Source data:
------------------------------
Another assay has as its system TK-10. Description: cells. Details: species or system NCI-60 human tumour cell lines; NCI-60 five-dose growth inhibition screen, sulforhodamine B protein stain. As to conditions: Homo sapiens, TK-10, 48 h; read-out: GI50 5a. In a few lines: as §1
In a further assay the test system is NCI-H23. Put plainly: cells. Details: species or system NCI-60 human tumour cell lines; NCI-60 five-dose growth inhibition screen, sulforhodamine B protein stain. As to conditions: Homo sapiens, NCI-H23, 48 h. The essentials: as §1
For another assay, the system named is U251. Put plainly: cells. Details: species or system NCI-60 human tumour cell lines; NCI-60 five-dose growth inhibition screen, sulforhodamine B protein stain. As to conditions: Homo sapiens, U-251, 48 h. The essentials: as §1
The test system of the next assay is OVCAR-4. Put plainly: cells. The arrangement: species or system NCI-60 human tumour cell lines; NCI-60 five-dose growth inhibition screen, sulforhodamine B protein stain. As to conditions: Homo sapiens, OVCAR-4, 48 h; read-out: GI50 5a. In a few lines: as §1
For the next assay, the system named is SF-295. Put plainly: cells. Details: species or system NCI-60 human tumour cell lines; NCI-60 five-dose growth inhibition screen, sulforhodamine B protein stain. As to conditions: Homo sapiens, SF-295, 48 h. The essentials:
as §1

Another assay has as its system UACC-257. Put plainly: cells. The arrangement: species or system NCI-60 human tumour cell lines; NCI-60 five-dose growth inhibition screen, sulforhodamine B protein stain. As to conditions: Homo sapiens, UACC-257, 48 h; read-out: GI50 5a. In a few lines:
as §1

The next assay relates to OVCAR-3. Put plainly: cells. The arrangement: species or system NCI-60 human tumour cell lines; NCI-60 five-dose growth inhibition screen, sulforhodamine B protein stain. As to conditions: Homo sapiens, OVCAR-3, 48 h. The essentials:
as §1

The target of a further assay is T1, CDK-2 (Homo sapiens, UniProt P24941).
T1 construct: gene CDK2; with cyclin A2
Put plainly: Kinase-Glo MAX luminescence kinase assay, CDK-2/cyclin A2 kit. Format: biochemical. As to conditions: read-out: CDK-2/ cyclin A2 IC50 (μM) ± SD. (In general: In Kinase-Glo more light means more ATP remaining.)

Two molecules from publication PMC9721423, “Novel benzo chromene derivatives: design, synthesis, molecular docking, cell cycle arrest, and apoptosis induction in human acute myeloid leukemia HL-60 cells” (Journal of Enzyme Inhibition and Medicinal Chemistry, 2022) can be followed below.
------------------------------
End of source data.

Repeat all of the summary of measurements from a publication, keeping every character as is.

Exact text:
Another assay has as its system TK-10. Description: cells. Details: species or system NCI-60 human tumour cell lines; NCI-60 five-dose growth inhibition screen, sulforhodamine B protein stain. As to conditions: Homo sapiens, TK-10, 48 h; read-out: GI50 5a. In a few lines: as §1
In a further assay the test system is NCI-H23. Put plainly: cells. Details: species or system NCI-60 human tumour cell lines; NCI-60 five-dose growth inhibition screen, sulforhodamine B protein stain. As to conditions: Homo sapiens, NCI-H23, 48 h. The essentials: as §1
For another assay, the system named is U251. Put plainly: cells. Details: species or system NCI-60 human tumour cell lines; NCI-60 five-dose growth inhibition screen, sulforhodamine B protein stain. As to conditions: Homo sapiens, U-251, 48 h. The essentials: as §1
The test system of the next assay is OVCAR-4. Put plainly: cells. The arrangement: species or system NCI-60 human tumour cell lines; NCI-60 five-dose growth inhibition screen, sulforhodamine B protein stain. As to conditions: Homo sapiens, OVCAR-4, 48 h; read-out: GI50 5a. In a few lines: as §1
For the next assay, the system named is SF-295. Put plainly: cells. Details: species or system NCI-60 human tumour cell lines; NCI-60 five-dose growth inhibition screen, sulforhodamine B protein stain. As to conditions: Homo sapiens, SF-295, 48 h. The essentials:
as §1

Another assay has as its system UACC-257. Put plainly: cells. The arrangement: species or system NCI-60 human tumour cell lines; NCI-60 five-dose growth inhibition screen, sulforhodamine B protein stain. As to conditions: Homo sapiens, UACC-257, 48 h; read-out: GI50 5a. In a few lines:
as §1

The next assay relates to OVCAR-3. Put plainly: cells. The arrangement: species or system NCI-60 human tumour cell lines; NCI-60 five-dose growth inhibition screen, sulforhodamine B protein stain. As to conditions: Homo sapiens, OVCAR-3, 48 h. The essentials:
as §1

The target of a further assay is T1, CDK-2 (Homo sapiens, UniProt P24941).
T1 construct: gene CDK2; with cyclin A2
Put plainly: Kinase-Glo MAX luminescence kinase assay, CDK-2/cyclin A2 kit. Format: biochemical. As to conditions: read-out: CDK-2/ cyclin A2 IC50 (μM) ± SD. (In general: In Kinase-Glo more light means more ATP remaining.)

Two molecules from publication PMC9721423, “Novel benzo chromene derivatives: design, synthesis, molecular docking, cell cycle arrest, and apoptosis induction in human acute myeloid leukemia HL-60 cells” (Journal of Enzyme Inhibition and Medicinal Chemistry, 2022) can be followed below.